One of the things I’m most interested in hearing from my coaching clients is the form of nutrition they had before coming to me, going deeper into the decisions and lifestyles they’ve chosen.
The Dissociated Diet is one of those lifestyles, and today we are going to go into this type of diet that has become very popular in society, and we will discover if it really is a healthy option to improve our quality of life.
What is the Dissociated Diet?
The particularity of the Dissociated diet is that it allows you to eat almost all foods, but bearing in mind that you cannot mix carbohydrates with proteins in the same meal.
What strikes me most about this type of food is that it takes into account the acidity and alkalinity of our body.
Each food group contains a different PH, different enzymes, a different nutrient assimilation time, and when we unite these groups the absorption process may not be the most favorable.
However, when we go a little further into its principles, it comes with a set of rules that for many can be a little confusing and complicated.
Rules of the Dissociated Diet
Among some important rules and principles, we have:
- Proteins cannot be mixed with carbohydrates.
- Proteins cannot be mixed with starch.
- You should eat the fruit alone on an empty stomach.
- You should not mix a sweet fruit with an acid one.
- You do not have a defined quality of food.
- You can only drink water and eliminate alcohol and coffee.
- Proteins should only be steamed and grilled.
- Dairy products should preferably be light or lactose-free and should be consumed in the morning.
- Nuts should be eaten on an empty stomach at mid-morning or mid-afternoon.
When I first read all these rules that at first glance look “simple” to follow (despite all the organization you should have) and compare it with real life, I wonder if they really felt comfortable with this diet, since there are foods that come with a percentage of protein and carbohydrates and perhaps I can confuse a novice follower when it comes to food.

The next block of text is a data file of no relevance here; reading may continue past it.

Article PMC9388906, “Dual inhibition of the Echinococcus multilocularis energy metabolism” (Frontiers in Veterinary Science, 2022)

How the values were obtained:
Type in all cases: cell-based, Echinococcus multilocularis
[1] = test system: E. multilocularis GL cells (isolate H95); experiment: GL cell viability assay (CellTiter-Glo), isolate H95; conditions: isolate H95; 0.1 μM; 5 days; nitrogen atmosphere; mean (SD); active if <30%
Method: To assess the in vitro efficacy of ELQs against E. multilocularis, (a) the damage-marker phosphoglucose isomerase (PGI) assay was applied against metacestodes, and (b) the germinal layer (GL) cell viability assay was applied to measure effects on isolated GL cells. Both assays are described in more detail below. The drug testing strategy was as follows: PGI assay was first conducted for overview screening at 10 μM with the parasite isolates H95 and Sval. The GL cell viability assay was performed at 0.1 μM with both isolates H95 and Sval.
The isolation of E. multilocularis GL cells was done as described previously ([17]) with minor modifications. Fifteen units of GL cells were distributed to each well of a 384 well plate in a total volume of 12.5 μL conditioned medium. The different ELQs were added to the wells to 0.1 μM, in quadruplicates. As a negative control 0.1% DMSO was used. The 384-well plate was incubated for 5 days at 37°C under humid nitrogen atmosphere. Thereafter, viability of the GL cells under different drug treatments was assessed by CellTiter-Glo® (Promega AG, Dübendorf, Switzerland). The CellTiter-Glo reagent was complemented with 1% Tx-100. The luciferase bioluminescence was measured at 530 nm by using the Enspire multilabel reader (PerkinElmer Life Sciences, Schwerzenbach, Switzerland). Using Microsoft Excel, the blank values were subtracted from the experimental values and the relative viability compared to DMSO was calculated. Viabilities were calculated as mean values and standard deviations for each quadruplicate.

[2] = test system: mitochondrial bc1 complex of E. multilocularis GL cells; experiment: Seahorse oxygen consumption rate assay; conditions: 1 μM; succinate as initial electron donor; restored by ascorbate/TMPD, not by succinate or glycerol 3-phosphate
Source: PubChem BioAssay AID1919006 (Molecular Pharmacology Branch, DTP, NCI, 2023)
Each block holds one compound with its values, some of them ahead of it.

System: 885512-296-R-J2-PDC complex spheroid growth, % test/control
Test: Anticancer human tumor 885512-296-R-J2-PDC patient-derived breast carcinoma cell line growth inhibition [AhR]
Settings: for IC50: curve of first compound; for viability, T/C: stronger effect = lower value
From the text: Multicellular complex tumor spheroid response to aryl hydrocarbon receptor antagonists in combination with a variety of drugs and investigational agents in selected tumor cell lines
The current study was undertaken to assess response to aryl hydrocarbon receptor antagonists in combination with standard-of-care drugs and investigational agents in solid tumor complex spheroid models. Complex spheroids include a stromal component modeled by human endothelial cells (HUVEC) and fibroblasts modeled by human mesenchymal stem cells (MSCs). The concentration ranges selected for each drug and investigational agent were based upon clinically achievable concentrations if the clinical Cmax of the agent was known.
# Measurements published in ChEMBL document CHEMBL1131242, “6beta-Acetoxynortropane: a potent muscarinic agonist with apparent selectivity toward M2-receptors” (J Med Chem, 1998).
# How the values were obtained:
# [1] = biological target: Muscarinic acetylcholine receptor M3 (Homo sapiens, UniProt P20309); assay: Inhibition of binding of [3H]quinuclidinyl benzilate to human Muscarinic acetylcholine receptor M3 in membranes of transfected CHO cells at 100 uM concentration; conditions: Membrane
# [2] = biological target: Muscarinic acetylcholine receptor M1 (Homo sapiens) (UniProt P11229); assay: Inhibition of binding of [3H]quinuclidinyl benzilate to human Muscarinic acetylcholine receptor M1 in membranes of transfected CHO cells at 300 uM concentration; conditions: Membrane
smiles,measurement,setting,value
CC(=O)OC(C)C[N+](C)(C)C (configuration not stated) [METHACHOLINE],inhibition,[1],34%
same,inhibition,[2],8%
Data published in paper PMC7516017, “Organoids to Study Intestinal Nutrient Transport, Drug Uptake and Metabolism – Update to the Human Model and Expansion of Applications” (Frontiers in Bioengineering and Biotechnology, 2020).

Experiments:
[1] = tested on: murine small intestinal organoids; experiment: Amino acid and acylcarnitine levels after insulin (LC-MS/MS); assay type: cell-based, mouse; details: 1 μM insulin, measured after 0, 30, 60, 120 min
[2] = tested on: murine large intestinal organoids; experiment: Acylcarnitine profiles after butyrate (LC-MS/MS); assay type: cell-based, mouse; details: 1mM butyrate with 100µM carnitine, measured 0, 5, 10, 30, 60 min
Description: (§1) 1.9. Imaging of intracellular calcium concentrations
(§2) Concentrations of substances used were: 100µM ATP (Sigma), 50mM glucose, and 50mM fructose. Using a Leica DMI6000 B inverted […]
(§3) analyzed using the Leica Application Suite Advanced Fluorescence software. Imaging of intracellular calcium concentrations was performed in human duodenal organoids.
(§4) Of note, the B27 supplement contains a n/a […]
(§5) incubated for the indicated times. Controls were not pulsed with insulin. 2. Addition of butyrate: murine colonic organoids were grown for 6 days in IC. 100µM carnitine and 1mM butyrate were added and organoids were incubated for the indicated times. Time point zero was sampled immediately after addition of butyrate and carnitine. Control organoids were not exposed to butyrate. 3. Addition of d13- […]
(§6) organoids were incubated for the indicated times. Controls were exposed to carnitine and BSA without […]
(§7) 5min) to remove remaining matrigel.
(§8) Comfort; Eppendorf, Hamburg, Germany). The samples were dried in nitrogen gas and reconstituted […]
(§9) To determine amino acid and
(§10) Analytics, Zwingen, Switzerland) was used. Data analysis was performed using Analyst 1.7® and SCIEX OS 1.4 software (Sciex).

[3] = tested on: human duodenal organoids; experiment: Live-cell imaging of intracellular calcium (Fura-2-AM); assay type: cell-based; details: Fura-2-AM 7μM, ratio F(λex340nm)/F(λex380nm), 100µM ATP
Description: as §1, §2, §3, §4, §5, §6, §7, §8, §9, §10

The key to the Dissociated Diet lies in the Intelligent Combination of Foods
One of the characteristics of the Dissociated Diet is that in terms of restrictions is almost nil when we hear the word diet our brain collapses for all the amount of food we would have to stop consuming. However, in this case, you would not have to stop consuming the foods you like but learn to combine them intelligently without leaving your goal behind.
An important fact about this type of food is that we would forget to count calories, as long as we don’t break the basic rules. However, so far we have noticed that it is a quite comfortable way of life and you would be able to lose weight by eating what you like. However, each lifestyle has its disadvantages and even more when you are forbidden to mix, eat, and have specific restrictions.
The reality is that there is no scientific study on this diet. It is based on some experiments but not with a weight foundation that promotes a positive and fluid practice of this type of food. In addition, when you have reached your ideal weight you should keep a record and a general count of what you consume, that is, you would count calories unless you take this diet as a lifestyle.
There is an important record that indicates that when we do not consume carbohydrates and proteins together we can enter a phase of anxiety by the natural reaction that these two groups create in our body through sensations. At the same time, I can mention a crucial aspect and one of the most important is that it can become monotonous food because we would always have the same combinations.
As you can see, all diets have their background, and it is our duty to investigate before making a decision, and above all, to assist a specialist to help you choose the best lifestyle to synchronize with your own life, your routine, and your goal. Remember: “Eating well is not Monday through Friday… but for life.”
And if you want us to find out more about the dissociated diet and create a fun and different menu, let me know in the comments. See you next time.